From The Editors Technology

AOL Instant Messenger Bids Adieu after Two Decades

The inevitable has become official!

In a rather sad announcement, AOL has made public its decision to discontinue the once popular instant messaging service AIM on December 15, 2017 – twenty years after it stormed the online instant messaging scene in 1997.

It was not unexpected, though, as the online chat tool was struggling to hold its own among players of the caliber of WhatsApp, Facebook, Snapchat, Instagram and the likes.

AIM, it must be said, owes its demise to its failure to evolve with the changing times – a fact acknowledged by Michael Albers, VP of Communications Product at Oath – in his Friday announcement of the shutdown.

Oath, by the way, is owned by Verizon which acquired AOL and Yahoo in June 2015 and June 2017, respectively.

“AIM tapped into new digital technologies and ignited a cultural shift, but the way in which we communicate with each other has profoundly changed. As a result, we’ve made the decision that we will be discontinuing AIM effective December 15, 2017,” Albers wrote in a blog post.

“Thank you to all of our AIM users. And definitely stay tuned as we’re fired up to provide more products and experiences that people around the world love,” he concluded.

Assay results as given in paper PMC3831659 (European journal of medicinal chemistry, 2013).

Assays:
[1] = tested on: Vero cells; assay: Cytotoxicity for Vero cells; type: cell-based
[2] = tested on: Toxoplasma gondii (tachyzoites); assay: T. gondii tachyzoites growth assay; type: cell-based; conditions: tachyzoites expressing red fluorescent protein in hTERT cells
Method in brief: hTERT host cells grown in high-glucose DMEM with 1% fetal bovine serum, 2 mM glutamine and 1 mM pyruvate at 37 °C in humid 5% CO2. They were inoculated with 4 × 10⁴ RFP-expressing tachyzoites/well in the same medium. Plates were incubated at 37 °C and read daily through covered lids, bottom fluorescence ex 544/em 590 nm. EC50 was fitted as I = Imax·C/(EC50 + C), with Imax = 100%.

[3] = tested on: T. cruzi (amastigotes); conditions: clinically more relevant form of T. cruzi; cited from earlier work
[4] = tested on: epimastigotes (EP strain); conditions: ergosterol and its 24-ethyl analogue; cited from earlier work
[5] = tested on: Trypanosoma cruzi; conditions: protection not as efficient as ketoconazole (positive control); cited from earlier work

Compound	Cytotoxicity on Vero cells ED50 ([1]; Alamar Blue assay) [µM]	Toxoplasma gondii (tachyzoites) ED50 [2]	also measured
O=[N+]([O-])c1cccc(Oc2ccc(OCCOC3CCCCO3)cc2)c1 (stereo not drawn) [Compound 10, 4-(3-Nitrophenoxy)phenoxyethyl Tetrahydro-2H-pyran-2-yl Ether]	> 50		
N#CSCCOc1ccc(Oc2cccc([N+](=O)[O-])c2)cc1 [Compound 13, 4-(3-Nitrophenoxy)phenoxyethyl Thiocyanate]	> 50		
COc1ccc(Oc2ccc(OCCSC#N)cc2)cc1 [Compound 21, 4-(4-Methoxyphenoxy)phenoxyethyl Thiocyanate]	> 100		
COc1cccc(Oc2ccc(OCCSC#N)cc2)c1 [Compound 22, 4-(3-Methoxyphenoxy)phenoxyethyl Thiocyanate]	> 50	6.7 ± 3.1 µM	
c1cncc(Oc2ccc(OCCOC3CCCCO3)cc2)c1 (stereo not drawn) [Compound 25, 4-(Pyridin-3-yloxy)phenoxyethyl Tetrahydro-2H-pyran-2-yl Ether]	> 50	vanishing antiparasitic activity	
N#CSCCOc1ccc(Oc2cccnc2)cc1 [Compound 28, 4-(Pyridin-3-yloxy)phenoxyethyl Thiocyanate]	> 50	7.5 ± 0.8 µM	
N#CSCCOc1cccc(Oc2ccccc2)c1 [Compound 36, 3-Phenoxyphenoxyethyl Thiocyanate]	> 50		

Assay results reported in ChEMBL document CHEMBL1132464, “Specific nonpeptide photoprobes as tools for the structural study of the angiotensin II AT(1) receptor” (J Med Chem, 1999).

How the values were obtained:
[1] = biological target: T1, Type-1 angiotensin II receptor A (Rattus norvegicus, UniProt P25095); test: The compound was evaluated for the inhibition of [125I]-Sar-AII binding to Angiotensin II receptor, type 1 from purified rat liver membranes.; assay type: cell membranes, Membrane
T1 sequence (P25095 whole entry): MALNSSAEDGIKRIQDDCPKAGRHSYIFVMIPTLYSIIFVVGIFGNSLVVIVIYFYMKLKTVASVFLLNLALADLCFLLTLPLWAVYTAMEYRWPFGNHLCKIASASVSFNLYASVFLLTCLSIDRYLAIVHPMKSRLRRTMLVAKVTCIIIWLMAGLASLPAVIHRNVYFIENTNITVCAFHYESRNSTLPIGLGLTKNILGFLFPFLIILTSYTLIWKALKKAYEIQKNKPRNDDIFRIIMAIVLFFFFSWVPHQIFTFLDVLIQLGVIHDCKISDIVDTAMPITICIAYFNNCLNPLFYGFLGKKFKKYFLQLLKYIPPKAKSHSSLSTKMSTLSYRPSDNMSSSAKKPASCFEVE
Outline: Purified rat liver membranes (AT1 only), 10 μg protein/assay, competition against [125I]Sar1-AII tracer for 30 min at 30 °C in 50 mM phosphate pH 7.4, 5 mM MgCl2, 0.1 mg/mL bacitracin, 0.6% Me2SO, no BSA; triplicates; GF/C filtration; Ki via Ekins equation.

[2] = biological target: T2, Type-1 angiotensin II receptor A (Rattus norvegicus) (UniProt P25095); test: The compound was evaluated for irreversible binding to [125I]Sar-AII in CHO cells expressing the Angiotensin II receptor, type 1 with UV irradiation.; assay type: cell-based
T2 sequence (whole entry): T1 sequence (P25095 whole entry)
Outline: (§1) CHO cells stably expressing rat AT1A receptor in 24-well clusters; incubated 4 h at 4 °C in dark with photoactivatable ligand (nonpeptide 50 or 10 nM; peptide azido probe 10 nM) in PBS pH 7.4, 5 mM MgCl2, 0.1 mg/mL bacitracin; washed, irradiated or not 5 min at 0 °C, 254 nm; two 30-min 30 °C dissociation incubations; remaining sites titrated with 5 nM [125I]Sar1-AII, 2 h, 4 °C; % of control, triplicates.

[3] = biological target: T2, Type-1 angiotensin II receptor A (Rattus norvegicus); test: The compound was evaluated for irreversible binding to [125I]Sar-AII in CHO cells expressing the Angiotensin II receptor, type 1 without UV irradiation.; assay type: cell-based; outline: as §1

The shutdown was a foregone conclusion from the time AOL cut-off third party access to Instant Messenger in March this year.

“We see that you’ve used AOL Instant Messenger (AIM) in the past, so we wanted to let you know that AIM will be discontinued and will no longer work as of December 15, 2017,” the AOL Instant Messenger team wrote in an email to its users

“We’ve loved working on AIM for you. From setting the perfect away message to that familiar ring of an incoming chat, AIM will always have a special place in our hearts. As we move forward, all of us at AOL (now Oath) are excited to continue building the next generation of iconic brands and life-changing products for users around the world,” the email further said.

AIM arrived on the online chat scene in the late 1990s with a bang!

The company included the chat service as a stand-alone app in 1997 after initially making it available only on AOL Desktops. For almost a decade, AOL Instant Messenger maintained its popularity as the leading player in the messenger game, in North America. Its main competitors in its best days were Yahoo Messenger, MSN Messenger, and ICQ.

Things started going south for AIM in the late 2000s, when the app started losing ground to a new generation of competition including Google’s GChat, Facebook’s Messenger, WhatsApp, SnapChat, etc.

Being the technical powerhouse that it is, AOL’s apparent failure to match the competition is inexplicable.

Be as it may, the fact remains that AIM is in its last few breaths and soon the world will have seen and forgotten the end of a champion messenger service.

RIP, AOL Instant Messenger!


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